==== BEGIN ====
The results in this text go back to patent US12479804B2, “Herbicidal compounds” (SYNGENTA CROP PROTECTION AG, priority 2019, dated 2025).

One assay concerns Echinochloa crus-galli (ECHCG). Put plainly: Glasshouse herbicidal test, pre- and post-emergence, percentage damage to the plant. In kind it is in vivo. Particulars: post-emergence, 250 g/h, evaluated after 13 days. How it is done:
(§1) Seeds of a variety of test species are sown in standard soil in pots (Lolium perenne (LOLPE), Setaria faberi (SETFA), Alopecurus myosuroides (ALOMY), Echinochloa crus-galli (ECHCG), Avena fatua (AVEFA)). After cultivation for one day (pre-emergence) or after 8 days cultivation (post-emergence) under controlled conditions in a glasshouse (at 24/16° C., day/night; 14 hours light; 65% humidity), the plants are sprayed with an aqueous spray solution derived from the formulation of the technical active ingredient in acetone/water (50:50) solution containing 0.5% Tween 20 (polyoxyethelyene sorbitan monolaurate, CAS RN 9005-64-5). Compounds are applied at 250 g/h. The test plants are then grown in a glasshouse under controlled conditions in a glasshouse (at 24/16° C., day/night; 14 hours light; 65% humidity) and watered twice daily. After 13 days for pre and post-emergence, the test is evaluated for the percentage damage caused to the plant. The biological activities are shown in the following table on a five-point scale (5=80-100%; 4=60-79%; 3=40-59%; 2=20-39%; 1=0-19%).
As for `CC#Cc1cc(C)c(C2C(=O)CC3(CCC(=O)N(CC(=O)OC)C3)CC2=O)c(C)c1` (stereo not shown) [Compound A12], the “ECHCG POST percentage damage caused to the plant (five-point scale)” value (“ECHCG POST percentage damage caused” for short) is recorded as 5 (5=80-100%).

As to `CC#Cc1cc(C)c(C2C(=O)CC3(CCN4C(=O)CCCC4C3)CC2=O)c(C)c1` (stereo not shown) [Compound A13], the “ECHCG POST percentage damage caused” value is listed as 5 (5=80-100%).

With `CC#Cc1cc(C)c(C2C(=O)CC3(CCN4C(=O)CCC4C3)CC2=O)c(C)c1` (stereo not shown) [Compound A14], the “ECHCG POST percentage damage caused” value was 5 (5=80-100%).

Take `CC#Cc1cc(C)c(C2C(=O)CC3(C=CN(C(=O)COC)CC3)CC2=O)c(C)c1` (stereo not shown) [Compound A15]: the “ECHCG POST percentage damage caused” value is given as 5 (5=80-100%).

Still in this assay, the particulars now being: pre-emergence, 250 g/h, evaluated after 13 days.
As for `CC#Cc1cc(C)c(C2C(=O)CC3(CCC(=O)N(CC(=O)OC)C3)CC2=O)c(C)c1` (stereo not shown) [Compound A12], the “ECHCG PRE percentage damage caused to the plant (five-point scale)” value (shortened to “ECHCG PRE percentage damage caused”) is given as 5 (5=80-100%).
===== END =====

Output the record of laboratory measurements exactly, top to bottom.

The results in this text go back to patent US12479804B2, “Herbicidal compounds” (SYNGENTA CROP PROTECTION AG, priority 2019, dated 2025).

One assay concerns Echinochloa crus-galli (ECHCG). Put plainly: Glasshouse herbicidal test, pre- and post-emergence, percentage damage to the plant. In kind it is in vivo. Particulars: post-emergence, 250 g/h, evaluated after 13 days. How it is done:
(§1) Seeds of a variety of test species are sown in standard soil in pots (Lolium perenne (LOLPE), Setaria faberi (SETFA), Alopecurus myosuroides (ALOMY), Echinochloa crus-galli (ECHCG), Avena fatua (AVEFA)). After cultivation for one day (pre-emergence) or after 8 days cultivation (post-emergence) under controlled conditions in a glasshouse (at 24/16° C., day/night; 14 hours light; 65% humidity), the plants are sprayed with an aqueous spray solution derived from the formulation of the technical active ingredient in acetone/water (50:50) solution containing 0.5% Tween 20 (polyoxyethelyene sorbitan monolaurate, CAS RN 9005-64-5). Compounds are applied at 250 g/h. The test plants are then grown in a glasshouse under controlled conditions in a glasshouse (at 24/16° C., day/night; 14 hours light; 65% humidity) and watered twice daily. After 13 days for pre and post-emergence, the test is evaluated for the percentage damage caused to the plant. The biological activities are shown in the following table on a five-point scale (5=80-100%; 4=60-79%; 3=40-59%; 2=20-39%; 1=0-19%).
As for `CC#Cc1cc(C)c(C2C(=O)CC3(CCC(=O)N(CC(=O)OC)C3)CC2=O)c(C)c1` (stereo not shown) [Compound A12], the “ECHCG POST percentage damage caused to the plant (five-point scale)” value (“ECHCG POST percentage damage caused” for short) is recorded as 5 (5=80-100%).

As to `CC#Cc1cc(C)c(C2C(=O)CC3(CCN4C(=O)CCCC4C3)CC2=O)c(C)c1` (stereo not shown) [Compound A13], the “ECHCG POST percentage damage caused” value is listed as 5 (5=80-100%).

With `CC#Cc1cc(C)c(C2C(=O)CC3(CCN4C(=O)CCC4C3)CC2=O)c(C)c1` (stereo not shown) [Compound A14], the “ECHCG POST percentage damage caused” value was 5 (5=80-100%).

Take `CC#Cc1cc(C)c(C2C(=O)CC3(C=CN(C(=O)COC)CC3)CC2=O)c(C)c1` (stereo not shown) [Compound A15]: the “ECHCG POST percentage damage caused” value is given as 5 (5=80-100%).

Still in this assay, the particulars now being: pre-emergence, 250 g/h, evaluated after 13 days.
As for `CC#Cc1cc(C)c(C2C(=O)CC3(CCC(=O)N(CC(=O)OC)C3)CC2=O)c(C)c1` (stereo not shown) [Compound A12], the “ECHCG PRE percentage damage caused to the plant (five-point scale)” value (shortened to “ECHCG PRE percentage damage caused”) is given as 5 (5=80-100%).